Multiple sclerosis (MS) brain lesions can appear as the condition progresses and may have a bearing on the symptoms. Doctors can assess the extent of MS brain lesions using MRI scans.

In addition to monitoring the state of MS, doctors can use MRI scans to chart the disease’s progression and a person’s response to treatment.

Below, learn how these scans detect MS lesions, what these lesions are, and what treatments are available.

We also discuss how a person can prepare for an MRI scan.

MRI scans use a strong magnetic field and radio waves to produce two- or three-dimensional images.

The scans provide a significant amount of information that doctors use to diagnose MS and assess the status of people with the condition.

These scans can detect damage in the central nervous system, which comprises the brain and spinal cord. MS-related lesions appear on MRI images as either bright or dark spots, depending on the type of MRI scan.

This imaging technique is useful because it shows active inflammation and helps doctors determine the age of the lesions. Also, some specific types of lesions can indicate a flare-up of MS or damage in the brain.

It can be a good idea for anyone with MS to have periodic scans so that a doctor can assess the progression of the disease.

The frequency of scans will depend on a person’s disease course. For example, if a person’s MS is stable, they may only need periodic assessments, whereas someone with active MS needs more frequent scans.

There are two common types of MRI scans for the diagnosis of MS.

T1-weighted MRI scan

This provides information about the current status of MS. T1 scans can reveal chronic lesions that have links with neurodegeneration. The presence of chronic MS lesions in the brain has associations with disability and brain atrophy.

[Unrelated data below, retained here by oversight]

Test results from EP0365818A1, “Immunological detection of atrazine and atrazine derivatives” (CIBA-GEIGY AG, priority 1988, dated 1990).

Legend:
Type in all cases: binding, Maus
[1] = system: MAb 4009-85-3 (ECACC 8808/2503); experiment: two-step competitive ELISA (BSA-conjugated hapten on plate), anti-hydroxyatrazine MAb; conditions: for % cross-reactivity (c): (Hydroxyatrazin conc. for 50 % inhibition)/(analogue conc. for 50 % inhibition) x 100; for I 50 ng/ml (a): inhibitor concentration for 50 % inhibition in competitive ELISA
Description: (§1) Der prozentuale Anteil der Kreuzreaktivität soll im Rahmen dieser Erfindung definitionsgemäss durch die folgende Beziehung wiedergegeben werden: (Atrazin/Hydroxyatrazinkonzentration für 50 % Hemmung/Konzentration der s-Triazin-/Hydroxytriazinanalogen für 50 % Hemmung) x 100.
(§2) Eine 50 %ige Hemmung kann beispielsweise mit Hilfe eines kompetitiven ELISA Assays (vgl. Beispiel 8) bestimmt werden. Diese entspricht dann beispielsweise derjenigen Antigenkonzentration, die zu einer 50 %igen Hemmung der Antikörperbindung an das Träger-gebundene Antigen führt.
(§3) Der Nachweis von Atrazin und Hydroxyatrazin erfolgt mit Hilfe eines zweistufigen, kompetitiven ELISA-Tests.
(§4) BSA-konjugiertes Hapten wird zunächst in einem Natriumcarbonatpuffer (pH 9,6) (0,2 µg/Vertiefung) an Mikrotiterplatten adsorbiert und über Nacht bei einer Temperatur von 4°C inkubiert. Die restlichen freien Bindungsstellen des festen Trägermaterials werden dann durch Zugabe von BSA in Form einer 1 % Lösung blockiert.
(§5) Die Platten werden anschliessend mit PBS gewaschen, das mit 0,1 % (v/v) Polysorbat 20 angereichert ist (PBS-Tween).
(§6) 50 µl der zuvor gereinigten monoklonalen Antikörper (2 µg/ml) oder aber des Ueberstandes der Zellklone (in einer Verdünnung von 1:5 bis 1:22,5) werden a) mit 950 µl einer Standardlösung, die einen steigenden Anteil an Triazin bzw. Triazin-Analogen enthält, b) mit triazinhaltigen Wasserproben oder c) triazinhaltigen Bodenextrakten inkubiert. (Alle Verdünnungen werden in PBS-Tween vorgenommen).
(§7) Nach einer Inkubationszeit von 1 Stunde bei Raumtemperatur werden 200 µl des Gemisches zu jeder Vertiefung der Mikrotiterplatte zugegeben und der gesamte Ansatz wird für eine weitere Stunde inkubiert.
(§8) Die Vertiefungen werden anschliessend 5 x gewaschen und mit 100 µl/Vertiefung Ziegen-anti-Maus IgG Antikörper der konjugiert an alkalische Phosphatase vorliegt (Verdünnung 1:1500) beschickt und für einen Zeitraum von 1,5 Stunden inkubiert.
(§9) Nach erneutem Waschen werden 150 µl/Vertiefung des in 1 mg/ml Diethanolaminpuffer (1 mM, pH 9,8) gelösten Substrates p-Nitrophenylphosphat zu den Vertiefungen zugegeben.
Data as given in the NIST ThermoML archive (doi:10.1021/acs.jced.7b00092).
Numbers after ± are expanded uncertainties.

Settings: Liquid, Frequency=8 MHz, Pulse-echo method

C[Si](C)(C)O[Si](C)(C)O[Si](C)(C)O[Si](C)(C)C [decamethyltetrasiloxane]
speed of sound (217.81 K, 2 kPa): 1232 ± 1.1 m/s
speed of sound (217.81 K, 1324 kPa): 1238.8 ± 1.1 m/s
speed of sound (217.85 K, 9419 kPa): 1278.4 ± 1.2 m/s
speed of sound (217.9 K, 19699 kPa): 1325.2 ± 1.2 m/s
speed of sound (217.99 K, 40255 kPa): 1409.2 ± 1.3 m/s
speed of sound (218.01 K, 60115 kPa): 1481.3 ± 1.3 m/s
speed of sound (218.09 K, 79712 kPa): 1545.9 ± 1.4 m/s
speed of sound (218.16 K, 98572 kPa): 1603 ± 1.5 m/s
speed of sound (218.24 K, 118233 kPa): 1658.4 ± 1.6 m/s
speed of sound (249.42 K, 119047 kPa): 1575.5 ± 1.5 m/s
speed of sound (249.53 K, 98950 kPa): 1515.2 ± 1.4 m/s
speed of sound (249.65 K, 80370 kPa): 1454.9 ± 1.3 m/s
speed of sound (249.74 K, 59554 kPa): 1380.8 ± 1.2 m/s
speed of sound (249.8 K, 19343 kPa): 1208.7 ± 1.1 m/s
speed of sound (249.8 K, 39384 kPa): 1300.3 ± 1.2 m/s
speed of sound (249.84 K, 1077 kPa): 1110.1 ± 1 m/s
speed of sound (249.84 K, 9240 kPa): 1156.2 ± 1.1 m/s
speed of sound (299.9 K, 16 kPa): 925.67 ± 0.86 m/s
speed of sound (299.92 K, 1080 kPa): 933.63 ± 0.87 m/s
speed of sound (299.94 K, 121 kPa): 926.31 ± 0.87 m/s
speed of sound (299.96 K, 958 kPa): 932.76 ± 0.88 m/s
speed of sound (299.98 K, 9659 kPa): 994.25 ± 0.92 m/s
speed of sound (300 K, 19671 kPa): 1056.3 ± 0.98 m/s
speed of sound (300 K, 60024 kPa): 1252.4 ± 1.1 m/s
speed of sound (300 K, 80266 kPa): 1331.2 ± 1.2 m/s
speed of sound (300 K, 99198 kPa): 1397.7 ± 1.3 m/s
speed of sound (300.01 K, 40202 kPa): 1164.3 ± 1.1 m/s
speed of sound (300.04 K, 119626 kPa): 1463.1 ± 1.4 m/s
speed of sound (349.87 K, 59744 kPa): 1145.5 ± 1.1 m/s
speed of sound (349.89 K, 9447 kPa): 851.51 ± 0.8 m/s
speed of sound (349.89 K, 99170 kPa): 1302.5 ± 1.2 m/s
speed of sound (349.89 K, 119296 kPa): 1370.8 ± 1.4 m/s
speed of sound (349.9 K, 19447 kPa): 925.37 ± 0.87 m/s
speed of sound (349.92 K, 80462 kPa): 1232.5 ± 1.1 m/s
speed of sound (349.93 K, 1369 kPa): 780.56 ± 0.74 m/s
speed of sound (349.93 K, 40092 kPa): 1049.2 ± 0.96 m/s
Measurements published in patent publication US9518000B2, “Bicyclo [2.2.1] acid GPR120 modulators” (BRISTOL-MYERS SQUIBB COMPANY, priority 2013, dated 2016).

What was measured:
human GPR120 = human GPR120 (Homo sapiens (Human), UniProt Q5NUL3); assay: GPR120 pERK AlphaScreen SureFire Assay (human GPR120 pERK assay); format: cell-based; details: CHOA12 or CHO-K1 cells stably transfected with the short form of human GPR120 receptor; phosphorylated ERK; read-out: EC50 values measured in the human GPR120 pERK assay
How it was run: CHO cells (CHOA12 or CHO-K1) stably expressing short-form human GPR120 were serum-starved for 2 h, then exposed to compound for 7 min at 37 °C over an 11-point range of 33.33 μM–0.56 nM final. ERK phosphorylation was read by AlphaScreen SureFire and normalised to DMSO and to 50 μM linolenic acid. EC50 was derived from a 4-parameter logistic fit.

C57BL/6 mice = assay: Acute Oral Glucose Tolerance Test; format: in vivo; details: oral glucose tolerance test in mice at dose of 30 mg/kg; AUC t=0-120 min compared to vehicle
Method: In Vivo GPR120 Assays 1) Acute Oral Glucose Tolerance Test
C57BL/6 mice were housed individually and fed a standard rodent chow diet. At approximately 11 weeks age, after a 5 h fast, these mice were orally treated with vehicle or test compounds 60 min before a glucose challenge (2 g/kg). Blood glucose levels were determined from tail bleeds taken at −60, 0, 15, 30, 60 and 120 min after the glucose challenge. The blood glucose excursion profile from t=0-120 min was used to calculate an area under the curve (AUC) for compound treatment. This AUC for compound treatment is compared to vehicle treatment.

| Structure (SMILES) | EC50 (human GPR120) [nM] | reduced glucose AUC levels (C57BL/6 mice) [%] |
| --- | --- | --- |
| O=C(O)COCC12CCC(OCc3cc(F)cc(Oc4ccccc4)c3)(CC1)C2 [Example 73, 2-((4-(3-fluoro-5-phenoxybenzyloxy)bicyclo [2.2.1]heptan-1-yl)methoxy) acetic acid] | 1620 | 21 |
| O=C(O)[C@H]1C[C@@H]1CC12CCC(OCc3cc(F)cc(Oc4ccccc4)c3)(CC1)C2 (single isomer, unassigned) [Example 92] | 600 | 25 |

In a T1-weighted MRI scan, permanently damaged areas of the brain appear as dark spots or “black holes.”

The appearance of new or expanding lesions captured by a T1-weighted scan may indicate a progression of the condition.

T2-weighted MRI scan

This shows the number of old and new lesions in a specific part of the brain or spinal cord. It helps doctors determine the long-term impact of MS.

MS lesions appear as bright spots in a T2-weighted MRI scan. The appearance of more lesions on this type of scan may indicate higher levels of disability and a less favorable long-term outcome.

FLAIR sequencing

Fluid-attenuated inversion recovery (FLAIR) sequences are an advanced form of magnetic resonance imaging that can improve lesion detection in combination with T2-weighted scans.

FLAIR sequences suppress cerebral fluid from scan outputs, allowing for clearer imaging.

Gadolinium contrast

Doctors may inject a gadolinium contrast agent into a person’s blood before an imaging scan. These agents show up on imaging scans and can help to highlight MS lesions.

Brain atrophy and volume

MRI scans can also assess brain volume and brain atrophy in people with MS. Brain volume refers to the size of a person’s brain, which is typically smaller in people with MS. In contrast, brain atrophy is the loss of connective neurons between brain tissue.

The way a lesion looks depends on the type of MRI scan. Lesions may look like bright spots or dark spots, and some brain lesions have darker outer edges that appear to expand.

Research has revealed certain lesions that are characteristic of MS.

Periventricular lesions are white matter lesions in direct contact with the brain’s lateral ventricles. The lateral ventricles are two large cavities that contain cerebrospinal fluid.

Doctors may refer to white matter lesions occurring perpendicular to the corpus callosum as Dawson’s finger lesions. The corpus callosum is a bundle of nerve fibers that connects the left and right brain hemispheres.

Juxtacortical lesions are in direct contact with the brain’s cortex. This is the outermost layer of the brain.

Doctors can also use MRI scans to assess central vein signs in specific lesions. Recent research shows MS lesions have an identifiable central vein, while other non-MS lesions do not.

The pictures below show what brain lesions may look like on an MRI scan.

Below are imaging scans showing brain lesions.

MS symptoms vary depending on the location and severity of the lesions. Some lesion locations and the resulting MS symptoms include:

AreaLesion symptoms
Cerebellumimpairment to balance and coordination
Optic nervevision problems
Spinal cordmuscle stiffness, numbness, tingling, pain, motor weakness, sensory deficits, bowel and bladder disruption